This chapter deals with the toll-like receptors, which represent the first point of meaningful physical contact between pathogens and the host. They are the "eyes" of the innate immune system, and they supply the information upon which the host must rely in forming an immune response, with all of the benefits, and potential problems that such a response entails. While other innate immune mechanisms work in parallel with the TLRs, and support their function, the overall pattern of the response to a pathogen is cast in stone from the moment the TLRs are activated. More specifically, it is far from deciphering the molecular events that transpire in TLR signal transduction. While all of the human TLRs have been identified, other proteins may participate in forming the macromolecular complex that detects pathogens at the surface of innate immune cells. Some of these proteins may be detected through direct biochemical techniques, and others may be identified only through mutagenesis.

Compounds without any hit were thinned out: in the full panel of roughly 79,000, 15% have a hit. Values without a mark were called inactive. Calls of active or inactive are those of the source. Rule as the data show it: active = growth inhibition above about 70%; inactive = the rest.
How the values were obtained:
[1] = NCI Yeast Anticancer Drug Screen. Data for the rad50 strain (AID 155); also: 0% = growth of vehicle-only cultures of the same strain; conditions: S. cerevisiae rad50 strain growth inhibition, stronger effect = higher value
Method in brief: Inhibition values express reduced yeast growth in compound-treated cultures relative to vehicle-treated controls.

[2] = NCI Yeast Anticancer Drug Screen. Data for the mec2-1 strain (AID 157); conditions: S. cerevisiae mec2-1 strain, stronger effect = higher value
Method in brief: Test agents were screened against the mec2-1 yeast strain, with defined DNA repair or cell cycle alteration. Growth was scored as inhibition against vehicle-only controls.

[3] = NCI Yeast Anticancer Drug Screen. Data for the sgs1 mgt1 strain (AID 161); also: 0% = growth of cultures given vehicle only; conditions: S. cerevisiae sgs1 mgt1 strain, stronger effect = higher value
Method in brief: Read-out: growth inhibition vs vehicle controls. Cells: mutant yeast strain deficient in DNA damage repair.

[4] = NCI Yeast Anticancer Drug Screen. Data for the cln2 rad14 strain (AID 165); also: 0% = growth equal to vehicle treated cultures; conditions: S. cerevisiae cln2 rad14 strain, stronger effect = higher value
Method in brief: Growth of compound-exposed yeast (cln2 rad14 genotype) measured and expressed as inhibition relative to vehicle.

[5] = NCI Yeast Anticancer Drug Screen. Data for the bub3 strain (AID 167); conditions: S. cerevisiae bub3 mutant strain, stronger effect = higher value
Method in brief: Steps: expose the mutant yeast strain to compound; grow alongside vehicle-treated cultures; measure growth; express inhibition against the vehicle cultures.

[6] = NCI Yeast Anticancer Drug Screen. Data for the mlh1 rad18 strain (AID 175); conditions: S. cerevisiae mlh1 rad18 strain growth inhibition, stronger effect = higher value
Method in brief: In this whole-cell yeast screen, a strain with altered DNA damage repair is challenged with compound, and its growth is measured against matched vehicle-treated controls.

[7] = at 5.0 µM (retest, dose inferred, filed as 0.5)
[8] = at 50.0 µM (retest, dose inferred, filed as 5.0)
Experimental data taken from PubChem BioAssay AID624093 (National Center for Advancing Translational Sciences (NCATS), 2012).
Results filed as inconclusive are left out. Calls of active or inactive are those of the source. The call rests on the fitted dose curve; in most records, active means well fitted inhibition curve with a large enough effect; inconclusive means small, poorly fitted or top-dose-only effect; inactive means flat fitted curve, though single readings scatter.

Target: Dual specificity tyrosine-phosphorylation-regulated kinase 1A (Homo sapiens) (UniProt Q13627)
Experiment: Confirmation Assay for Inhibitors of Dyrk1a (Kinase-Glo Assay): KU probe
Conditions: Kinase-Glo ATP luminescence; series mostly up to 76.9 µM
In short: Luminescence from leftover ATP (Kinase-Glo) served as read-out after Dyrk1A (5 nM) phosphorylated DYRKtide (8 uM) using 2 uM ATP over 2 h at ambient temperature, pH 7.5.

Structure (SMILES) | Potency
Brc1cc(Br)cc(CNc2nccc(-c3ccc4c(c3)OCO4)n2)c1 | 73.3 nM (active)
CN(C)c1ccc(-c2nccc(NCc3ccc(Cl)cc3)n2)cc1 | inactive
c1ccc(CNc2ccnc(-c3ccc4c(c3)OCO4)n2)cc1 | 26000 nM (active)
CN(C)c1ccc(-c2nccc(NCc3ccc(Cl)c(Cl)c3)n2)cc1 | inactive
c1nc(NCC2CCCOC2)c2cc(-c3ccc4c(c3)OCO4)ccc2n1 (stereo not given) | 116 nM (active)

ASJC Scopus subject areas
- Immunology and Microbiology(all)